Visual Biography Explores Love And Radium

The story of Marie and Pierre Curie is one of love, scientific partnership and one of the most important discoveries of the 20th century. Artist and author Lauren Redniss discusses her new book, Radioactive, an illustrated biography of the pair and a look at their complicated legacy.

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IRA FLATOW, host:

This is SCIENCE FRIDAY, from NPR. I'm Ira Flatow.

Boy meets girl, they fall in love. They get married. They have children. Nothing new here, but this couple, well, this couple makes one of the most important discoveries of the 20th century. Simple plot, big results.

It takes a special couple to be able to work together, but that's exactly what two of history's most famous scientists did. Of course, I'm talking about Marie and Pierre Curie, a couple that worked so closely together that their handwriting overlaps in their notebooks.

The story of their relationship and their momentous discovery of radium is getting a fresh look in a new visual biography of the pair. The book is called "Radioactive: Marie and Pierre Curie, a Tale of Love and Fallout."

It's a beautifully illustrated book. It's done very uniquely, and it jumps forward in time from the Curies' era at the turn of the 20th century to the uses and misuses of radioactivity today. The book investigates the Curies' complicated legacy, from X-rays to cancer treatments to nuclear disasters. And yes, it covers Marie's love affairs, too. We'll talk about that.

If you'd like to talk about that with the author or anything else about the Curies, our number is 1-800-989-8255, 1-800-989-TALK. You can also tweet us @scifri, @-S-C-I-F-R-I.

Lauren Redniss is the author. She's an artist and a writer, and she's professor of fine arts at the Parsons School of Design, author of "Radioactive: Marie and Pierre Curie, a Tale of Love and Fallout."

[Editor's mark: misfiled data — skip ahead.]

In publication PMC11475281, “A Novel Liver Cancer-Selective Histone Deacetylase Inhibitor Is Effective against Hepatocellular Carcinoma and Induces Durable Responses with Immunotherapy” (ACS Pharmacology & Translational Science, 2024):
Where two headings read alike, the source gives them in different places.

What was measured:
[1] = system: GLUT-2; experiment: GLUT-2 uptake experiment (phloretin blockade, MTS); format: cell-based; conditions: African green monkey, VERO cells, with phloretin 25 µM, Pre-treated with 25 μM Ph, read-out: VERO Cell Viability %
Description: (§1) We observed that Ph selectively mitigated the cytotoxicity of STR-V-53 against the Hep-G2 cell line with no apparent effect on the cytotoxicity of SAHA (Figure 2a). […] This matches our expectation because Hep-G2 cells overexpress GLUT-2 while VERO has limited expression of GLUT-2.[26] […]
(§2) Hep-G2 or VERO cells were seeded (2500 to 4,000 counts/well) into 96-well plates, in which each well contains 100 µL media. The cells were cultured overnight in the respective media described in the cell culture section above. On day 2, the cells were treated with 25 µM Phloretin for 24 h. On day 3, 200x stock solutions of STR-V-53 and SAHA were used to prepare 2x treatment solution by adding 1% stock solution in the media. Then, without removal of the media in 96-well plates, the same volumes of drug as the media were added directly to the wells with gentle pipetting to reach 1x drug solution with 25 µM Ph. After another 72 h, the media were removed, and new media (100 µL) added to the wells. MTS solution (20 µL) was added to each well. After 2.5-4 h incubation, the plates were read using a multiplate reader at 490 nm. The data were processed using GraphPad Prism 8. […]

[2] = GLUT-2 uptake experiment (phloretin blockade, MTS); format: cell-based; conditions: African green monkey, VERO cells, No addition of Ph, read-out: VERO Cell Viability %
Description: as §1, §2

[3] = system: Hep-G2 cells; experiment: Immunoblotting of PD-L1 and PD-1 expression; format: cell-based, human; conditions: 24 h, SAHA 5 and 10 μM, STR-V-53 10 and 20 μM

Welcome to SCIENCE FRIDAY.

Professor LAUREN REDNISS (Fine Art, Parsons School of Design; Author): Thank you.

FLATOW: This is a unique book. The way it's written and the layout, it's, you know, you're drawn to the images more than you're drawn to the text in it.

Prof. REDNISS: Well, I wanted the different elements to work together to tell the story so that the structure of the book, the images themselves and the written narrative, all play a specific role that the others can't play. and together, they tell the story.

FLATOW: And, you know, because you talk about the notebooks being famous, it's almost like this is a notebook. The style that it's written is almost like a laboratory notebook. Did you intend it to be that way, or did it just turn out like that?

Prof. REDNISS: That's really interesting. Well, in a sense - I mean, I did develop a font for this book based on manuscripts in the New York Public Library's collection. I wanted it to have the tone of a certain seriousness and stateliness, and yet to have this certain imperfection and tenderness of a handmade object.

FLATOW: It's beautiful. How, as an artist, did you get interested in a science story like this?

Prof. REDNISS: Well, their story, I think, opens up the opportunity, as you mentioned, for us to look at our world today in an unexpected way. And in addition, it's also, in and of itself, a great dramatic story.